Debating principles to inform defensible investing

Crises can be useful – highlighting our investing strengths and weaknesses. What we do with this information determines whether portfolios survive or thrive during the dislocation and in the post-crisis environment.

The live and on-demand All Things Considered zoominar series explores and challenges the paradigms and assumptions underpinning our investing activities, focusing on those most consequential to investment outcomes.

All Things Considered will challenge your portfolio construction beliefs, helping you identify which remain valid and which require new thinking, to inform your investing knowledge, beliefs and behaviours and help you build better quality investor portfolios.

Mark Your Diary! All Things Considered 2021 (12, 19, 25 Nov and 03 Dec 2021). Meanwhile, “attend” All Things Considered 2020 online!

Graham Rich
Dean, Portfolio Construction Forum

Overview  Aim; Most suited to; CE/CPD Accreditation; Cost

About the program  Introduction; Recent past programs

Have your say  Have your say - which assumptions underpinning our investing activites are in greatest need of revision?

Overview

Aim

All Things Considered will help you identify which of your portfolio construction beliefs remain valid after being challenged by yet another crisis and which require new thinking, to inform your investing knowledge, beliefs and behaviours and help you build better quality investor portfolios.

Most suited to

All Things Considered is suited to all Portfolio Construction Forum members.

It is especially suited to those whose primary day-to-day role is focused within the spectrum of issues involved in designing and building investment portfolios using (but not necessarily limited to) managed funds from a range of firms - so that includes:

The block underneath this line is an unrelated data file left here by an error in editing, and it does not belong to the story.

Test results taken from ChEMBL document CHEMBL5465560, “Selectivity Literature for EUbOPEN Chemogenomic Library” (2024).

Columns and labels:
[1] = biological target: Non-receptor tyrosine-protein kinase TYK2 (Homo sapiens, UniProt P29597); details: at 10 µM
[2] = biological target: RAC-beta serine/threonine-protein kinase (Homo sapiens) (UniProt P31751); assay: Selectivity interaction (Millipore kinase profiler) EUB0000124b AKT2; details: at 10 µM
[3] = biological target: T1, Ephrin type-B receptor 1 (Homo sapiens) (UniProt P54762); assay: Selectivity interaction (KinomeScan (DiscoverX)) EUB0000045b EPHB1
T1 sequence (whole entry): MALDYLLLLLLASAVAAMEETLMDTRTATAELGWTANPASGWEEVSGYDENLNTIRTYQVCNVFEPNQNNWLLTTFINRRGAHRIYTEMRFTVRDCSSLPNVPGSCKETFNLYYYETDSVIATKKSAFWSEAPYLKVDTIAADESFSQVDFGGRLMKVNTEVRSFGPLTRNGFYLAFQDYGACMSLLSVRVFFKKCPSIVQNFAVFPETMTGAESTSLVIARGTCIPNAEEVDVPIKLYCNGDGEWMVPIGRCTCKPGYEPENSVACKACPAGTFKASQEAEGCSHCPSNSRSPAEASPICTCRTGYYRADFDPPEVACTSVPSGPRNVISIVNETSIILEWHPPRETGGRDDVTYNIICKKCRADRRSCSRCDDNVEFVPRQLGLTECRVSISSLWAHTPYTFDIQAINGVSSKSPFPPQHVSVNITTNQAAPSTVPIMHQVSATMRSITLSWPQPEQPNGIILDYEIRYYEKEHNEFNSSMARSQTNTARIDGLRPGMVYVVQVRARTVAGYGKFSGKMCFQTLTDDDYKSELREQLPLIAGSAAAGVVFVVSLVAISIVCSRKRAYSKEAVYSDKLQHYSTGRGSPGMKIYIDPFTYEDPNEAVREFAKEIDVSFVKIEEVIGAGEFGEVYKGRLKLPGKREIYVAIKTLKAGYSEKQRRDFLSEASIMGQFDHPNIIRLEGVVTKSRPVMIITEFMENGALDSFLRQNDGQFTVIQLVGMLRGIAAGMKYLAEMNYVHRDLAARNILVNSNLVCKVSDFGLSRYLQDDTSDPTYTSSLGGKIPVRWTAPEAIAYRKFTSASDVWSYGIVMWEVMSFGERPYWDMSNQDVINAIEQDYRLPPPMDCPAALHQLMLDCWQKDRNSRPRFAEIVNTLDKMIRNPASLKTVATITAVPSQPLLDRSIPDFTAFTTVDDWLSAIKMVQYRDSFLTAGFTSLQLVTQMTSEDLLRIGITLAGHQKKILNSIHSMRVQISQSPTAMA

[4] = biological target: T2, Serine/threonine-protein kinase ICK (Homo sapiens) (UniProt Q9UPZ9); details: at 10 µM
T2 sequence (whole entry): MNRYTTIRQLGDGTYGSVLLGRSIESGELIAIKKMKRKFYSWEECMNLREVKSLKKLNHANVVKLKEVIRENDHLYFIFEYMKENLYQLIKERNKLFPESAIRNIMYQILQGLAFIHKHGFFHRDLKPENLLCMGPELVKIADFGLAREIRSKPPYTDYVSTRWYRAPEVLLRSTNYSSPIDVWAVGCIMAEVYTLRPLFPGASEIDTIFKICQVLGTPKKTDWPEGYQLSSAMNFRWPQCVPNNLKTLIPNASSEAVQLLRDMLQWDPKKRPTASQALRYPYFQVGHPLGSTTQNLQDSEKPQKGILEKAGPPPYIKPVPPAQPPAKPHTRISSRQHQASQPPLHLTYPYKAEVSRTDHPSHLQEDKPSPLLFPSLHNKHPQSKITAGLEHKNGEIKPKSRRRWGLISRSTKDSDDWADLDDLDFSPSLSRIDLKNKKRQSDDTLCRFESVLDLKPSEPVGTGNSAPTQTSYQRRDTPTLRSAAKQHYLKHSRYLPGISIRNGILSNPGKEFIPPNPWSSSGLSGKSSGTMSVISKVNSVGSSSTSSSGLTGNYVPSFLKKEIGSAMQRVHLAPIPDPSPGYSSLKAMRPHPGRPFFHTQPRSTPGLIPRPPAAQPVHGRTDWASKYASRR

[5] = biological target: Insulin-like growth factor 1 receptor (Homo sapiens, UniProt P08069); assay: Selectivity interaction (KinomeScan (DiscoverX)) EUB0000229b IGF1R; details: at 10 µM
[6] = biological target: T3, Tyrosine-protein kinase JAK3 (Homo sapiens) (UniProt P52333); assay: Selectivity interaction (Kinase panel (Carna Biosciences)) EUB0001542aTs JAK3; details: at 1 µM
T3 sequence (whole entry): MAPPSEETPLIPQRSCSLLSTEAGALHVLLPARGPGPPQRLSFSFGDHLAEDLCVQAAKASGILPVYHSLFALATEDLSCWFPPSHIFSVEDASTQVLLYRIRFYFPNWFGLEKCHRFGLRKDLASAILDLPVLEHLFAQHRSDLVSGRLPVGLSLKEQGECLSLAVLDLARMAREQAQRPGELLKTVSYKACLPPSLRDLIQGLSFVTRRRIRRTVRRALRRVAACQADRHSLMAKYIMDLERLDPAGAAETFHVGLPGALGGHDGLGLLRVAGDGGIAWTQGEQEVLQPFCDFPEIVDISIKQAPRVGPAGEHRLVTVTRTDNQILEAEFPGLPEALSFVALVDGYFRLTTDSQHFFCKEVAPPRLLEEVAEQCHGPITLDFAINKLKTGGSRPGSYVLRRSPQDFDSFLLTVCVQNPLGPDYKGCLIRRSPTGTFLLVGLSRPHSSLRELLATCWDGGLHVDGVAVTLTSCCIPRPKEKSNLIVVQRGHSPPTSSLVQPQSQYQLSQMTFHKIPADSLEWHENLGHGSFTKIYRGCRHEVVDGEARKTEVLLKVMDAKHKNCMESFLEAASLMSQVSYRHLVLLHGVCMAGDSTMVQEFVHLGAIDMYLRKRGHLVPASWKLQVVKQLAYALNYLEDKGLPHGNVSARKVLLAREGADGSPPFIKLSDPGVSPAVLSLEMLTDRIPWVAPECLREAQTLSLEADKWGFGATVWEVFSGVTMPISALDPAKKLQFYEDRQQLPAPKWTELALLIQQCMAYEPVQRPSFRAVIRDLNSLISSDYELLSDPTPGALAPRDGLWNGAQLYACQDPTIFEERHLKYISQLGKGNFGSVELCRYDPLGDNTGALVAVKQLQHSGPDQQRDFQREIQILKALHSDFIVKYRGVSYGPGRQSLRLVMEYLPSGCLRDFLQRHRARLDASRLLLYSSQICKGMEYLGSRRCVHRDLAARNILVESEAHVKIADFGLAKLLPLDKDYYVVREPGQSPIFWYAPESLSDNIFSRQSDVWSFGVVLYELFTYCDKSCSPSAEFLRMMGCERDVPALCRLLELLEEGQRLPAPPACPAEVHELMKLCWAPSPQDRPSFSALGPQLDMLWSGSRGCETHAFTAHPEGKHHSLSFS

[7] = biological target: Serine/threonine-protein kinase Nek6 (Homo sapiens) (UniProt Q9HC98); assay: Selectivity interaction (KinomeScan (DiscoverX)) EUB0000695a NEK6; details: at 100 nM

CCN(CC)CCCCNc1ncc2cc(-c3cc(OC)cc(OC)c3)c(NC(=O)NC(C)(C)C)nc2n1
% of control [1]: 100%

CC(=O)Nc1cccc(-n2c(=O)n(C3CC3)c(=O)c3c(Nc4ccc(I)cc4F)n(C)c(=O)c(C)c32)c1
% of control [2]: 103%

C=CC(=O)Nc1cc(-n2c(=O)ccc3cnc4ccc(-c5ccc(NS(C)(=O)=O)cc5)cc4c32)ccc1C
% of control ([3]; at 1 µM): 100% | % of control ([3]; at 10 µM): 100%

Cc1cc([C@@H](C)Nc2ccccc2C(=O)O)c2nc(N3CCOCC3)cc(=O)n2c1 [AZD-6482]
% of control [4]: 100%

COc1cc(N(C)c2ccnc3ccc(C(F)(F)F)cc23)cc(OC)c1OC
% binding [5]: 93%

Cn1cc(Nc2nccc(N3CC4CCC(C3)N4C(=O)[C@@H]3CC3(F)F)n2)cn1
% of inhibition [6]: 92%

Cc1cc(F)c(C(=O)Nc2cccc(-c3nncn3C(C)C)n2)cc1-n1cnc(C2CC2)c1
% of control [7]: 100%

• investment advisers, researchers/analysts and portfolio managers from private wealth management companies;
  • fund analysts and asset consultants from fund research and fund investment consulting firms;
  • fund researchers/analysts and portfolio managers from multi-manager funds management, superannuation, and investment platform companies; and,
  • funds management professionals who work with the above individuals.

CE/CPD Accreditation:  1 CE hour per zoominar

By attending an All Things Considered zoominar in full, you earn 1 CE hour that can be used to help meet the CE/CPD requirements of 20 governing bodies (regulators, associations and institutes - including ASIC, APRA, FASEA, AFA, SMSFA, FPA and CIMA® CE/CPD requirements, to name a few.

Cost:  $0

All Things Considered is complimentary ($0) for all Portfolio Construction Forum members.

ABOUT THE PROGRAM

Introduction

The Forum’s subject matter focus is on five Knowledge Domains – Philosophy, Markets, Strategies, Investing and Finology. All Things Considered is focused primarily on our “Philosophy” knowledge domain:

Philosophy - understanding principles to inform defensible investing knowledge, beliefs and behaviours
A defensible investment portfolio construction philosophy is grounded in a thorough understanding of core investment principles (theories), gained through an evidence-based and critical way of thinking to develop and continuously evolve investing knowledge which, influenced by biases, informs investing beliefs and enables consistent, defensible investing behaviours.